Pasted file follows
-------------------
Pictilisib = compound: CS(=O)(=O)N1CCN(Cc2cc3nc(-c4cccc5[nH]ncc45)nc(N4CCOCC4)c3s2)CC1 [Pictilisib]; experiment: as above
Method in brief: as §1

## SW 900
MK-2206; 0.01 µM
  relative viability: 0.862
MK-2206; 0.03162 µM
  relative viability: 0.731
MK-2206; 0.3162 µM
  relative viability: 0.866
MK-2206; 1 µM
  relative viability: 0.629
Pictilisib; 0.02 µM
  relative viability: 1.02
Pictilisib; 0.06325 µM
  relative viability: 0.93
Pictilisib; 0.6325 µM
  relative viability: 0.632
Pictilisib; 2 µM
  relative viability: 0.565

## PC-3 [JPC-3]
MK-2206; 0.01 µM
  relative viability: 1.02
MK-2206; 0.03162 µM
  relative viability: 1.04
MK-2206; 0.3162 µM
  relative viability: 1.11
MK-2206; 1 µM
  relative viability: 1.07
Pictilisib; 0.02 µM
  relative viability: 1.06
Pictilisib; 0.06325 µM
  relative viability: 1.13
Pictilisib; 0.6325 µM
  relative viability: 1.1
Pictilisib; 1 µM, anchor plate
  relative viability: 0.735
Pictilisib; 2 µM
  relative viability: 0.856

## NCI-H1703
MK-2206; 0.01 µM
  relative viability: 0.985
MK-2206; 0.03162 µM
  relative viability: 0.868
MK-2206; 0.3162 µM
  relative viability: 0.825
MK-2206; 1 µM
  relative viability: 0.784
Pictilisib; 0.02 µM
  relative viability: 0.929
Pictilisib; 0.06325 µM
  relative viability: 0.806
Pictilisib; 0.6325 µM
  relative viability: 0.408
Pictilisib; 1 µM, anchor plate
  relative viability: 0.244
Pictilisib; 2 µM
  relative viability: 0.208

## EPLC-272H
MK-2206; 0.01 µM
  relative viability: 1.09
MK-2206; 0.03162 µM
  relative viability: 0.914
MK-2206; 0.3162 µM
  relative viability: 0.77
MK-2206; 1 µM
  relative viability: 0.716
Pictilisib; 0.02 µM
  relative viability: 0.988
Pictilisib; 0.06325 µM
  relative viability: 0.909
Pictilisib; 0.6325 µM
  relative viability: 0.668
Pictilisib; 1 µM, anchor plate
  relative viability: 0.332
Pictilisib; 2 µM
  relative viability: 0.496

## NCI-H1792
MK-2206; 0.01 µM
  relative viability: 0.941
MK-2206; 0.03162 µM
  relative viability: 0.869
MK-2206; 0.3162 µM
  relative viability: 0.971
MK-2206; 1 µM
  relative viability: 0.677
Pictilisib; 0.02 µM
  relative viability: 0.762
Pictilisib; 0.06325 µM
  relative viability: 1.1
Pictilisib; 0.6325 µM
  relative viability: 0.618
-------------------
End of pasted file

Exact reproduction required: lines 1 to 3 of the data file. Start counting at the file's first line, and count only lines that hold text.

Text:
Pictilisib = compound: CS(=O)(=O)N1CCN(Cc2cc3nc(-c4cccc5[nH]ncc45)nc(N4CCOCC4)c3s2)CC1 [Pictilisib]; experiment: as above
Method in brief: as §1

## SW 900